Neil's Place

November 9, 2002

11:50 AM More feedback on feedback

When looking over the feedback I've received on 101 things, a number of people have criticized me for spreading "false information about IE", yet those same people go on to tell me that IE has support for PNG alpha transparency, or standard DOM event handling, or various other things it definitely does not support.

Try looking at this demo of PNG alpha both in Mozilla and IE and compare. Note that the Mac version of IE does support it, but as I say at the top of the list, I wasn't comparing the Mac versions.

People, if you're going to tell me that IE does support something, at least make sure that you actually have evidence to back up your claim.

I admit I was wrong about #85 though. Once I've gone though all the feedback, I'll update the list with some changes, and provide more descriptions for some of them.

Comments ( 40 )

November 7, 2002

10:00 PM On the mouse and keyboard

I've had lots of response to "101 things". I'd say over 40-50% of it to inform me that one can change the font size of a page in IE using a keyboard shortcut -- Control and scrolling the mouse wheel.

While that is true, it doesn't class as a keyboard shortcut. A keyboard shortcut, be definition, requires using the keyboard and not the mouse. As any accessibilty person will tell you, there is quite a difference. For one thing, pressing Control and scrolling the mouse wheel requires two hands. A standard keyboard generally requires this too, but if you can't use a mouse, you probably aren't using a standard keyboard.

I mentioned lack of a keyboard shortcut in item 7 on the list, although it was more of an aside than a main comment, since one can still access font changing options using the menu via a keyboard.

However, the number of comments about it does seem to provide evidence that many people don't understand why creating accessible content is important. Especially interesting is that changing the font size is also an accessibilty aid, but convenient access to it doesn't seem to be important to people. No wonder there are so many Flash-only sites.

Comments ( 29 )

November 6, 2002

11:21 PM CNet Item

CNet did an interview with me on "101 things".

I don't recall saying this though:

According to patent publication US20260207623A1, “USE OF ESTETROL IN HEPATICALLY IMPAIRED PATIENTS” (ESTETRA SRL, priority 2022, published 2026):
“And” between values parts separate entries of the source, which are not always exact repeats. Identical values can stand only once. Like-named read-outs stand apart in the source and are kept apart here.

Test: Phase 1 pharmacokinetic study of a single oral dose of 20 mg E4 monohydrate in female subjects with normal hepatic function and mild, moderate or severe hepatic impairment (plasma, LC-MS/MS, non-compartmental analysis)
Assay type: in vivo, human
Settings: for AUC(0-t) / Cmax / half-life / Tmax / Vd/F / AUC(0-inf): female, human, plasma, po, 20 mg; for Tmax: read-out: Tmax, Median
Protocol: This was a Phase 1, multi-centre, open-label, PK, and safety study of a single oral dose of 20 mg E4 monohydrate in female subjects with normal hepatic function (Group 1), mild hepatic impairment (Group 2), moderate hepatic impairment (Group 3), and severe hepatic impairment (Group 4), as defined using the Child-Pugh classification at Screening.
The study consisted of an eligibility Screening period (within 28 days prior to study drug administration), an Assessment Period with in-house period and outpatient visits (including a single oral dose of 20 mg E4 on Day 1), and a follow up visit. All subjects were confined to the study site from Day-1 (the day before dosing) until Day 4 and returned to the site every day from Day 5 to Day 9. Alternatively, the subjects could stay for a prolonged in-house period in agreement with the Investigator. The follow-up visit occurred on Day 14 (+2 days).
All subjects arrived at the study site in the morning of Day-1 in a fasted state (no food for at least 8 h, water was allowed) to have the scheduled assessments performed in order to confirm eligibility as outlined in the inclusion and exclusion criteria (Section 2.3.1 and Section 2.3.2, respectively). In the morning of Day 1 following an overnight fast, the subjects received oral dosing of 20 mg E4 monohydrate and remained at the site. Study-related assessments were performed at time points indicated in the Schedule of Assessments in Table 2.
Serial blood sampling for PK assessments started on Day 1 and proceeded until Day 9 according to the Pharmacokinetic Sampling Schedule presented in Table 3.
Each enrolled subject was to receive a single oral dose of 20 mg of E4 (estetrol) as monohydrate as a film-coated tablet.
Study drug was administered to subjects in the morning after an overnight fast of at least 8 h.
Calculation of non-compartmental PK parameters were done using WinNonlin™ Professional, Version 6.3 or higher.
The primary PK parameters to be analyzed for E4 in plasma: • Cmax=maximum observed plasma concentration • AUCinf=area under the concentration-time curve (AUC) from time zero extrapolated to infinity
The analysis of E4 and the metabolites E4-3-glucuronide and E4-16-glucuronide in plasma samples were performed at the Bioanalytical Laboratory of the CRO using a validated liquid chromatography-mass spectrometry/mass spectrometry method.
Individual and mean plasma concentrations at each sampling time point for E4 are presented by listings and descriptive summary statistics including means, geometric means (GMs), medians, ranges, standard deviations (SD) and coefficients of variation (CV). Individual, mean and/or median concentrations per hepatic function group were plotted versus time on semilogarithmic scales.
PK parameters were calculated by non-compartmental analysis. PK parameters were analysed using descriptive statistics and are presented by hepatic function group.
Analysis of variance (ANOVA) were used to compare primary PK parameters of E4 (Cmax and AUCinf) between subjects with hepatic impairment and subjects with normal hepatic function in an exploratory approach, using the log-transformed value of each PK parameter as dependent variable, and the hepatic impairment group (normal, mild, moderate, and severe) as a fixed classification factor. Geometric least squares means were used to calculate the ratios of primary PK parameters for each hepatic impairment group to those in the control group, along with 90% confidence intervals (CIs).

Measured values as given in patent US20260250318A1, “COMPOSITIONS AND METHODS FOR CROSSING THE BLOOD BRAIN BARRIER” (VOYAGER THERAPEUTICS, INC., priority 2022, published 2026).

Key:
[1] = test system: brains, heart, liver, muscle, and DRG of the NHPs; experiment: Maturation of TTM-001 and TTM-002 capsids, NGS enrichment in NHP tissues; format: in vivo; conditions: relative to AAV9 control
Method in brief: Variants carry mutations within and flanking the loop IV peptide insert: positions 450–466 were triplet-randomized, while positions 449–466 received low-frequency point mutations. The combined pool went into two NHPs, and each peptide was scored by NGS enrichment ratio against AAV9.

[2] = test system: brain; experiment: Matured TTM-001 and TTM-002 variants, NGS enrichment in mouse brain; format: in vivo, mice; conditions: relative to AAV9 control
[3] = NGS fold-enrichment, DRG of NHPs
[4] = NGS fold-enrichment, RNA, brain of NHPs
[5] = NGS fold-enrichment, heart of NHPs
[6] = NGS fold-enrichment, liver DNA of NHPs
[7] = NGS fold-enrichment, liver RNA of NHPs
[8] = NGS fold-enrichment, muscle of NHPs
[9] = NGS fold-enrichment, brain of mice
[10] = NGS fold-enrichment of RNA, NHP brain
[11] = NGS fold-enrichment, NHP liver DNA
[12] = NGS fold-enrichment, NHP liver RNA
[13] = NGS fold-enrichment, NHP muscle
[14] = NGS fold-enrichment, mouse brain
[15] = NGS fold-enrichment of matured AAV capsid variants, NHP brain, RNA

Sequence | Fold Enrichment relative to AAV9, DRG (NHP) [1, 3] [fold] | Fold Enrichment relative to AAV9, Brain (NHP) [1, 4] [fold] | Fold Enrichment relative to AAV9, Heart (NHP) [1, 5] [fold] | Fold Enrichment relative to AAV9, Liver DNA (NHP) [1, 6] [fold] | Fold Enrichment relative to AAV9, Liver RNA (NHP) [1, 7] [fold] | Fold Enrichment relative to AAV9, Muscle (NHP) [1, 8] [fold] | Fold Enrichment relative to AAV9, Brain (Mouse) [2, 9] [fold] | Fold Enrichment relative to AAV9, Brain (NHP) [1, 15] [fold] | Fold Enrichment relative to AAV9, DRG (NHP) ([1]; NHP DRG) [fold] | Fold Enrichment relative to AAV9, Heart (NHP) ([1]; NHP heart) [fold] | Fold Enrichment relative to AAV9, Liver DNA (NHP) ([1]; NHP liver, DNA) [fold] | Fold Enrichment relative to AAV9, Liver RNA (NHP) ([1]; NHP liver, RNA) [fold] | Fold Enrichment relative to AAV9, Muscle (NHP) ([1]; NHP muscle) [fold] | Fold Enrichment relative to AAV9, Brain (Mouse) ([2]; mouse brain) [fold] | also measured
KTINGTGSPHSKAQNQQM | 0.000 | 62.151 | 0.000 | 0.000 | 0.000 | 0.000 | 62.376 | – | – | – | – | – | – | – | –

He also noted that trying to get people to change their browsers would more likely turn into a negative rather than positive experience.

Comments ( 11 )

November 5, 2002

5:50 PM

I've had this Weblog for less than one month, and 101 things that the Mozilla browser can do that IE cannot is currently number 2 on Blogdex.

Comments ( 1 )


10:04 AM Fixed Security Holes

The headline "Mozilla Riddled with Fixed Security Holes" on MozillaZine made me laugh.

One of the six bugs (147754), and coincidently, the one I reported, was fixed way back in 1.0. What, are they having such trouble finding security issues that they have to use older versions of products instead?

Comments ( 20 )

November 3, 2002

11:57 PM Building the Semantic UI

I've started putting the ideas I have had for the Microcontent/Semantic Web Client together into a simple prototype UI. I have something partly doing something, but not enough to show yet. Here is a description.

The user selects from a variety of categories, such as Movies, News, Weblogs and so forth, although the user can add more using a directory lookup or by manually entering information. Each category has two lists of information stored with it.

The first is a list of datasources that supply content for the category. One source might provide general movie info, another reviews, while yet another provides images and clips from the movie. The user may add and remove sources when they wish. The data is in RDF and is internally combined into a single source when used.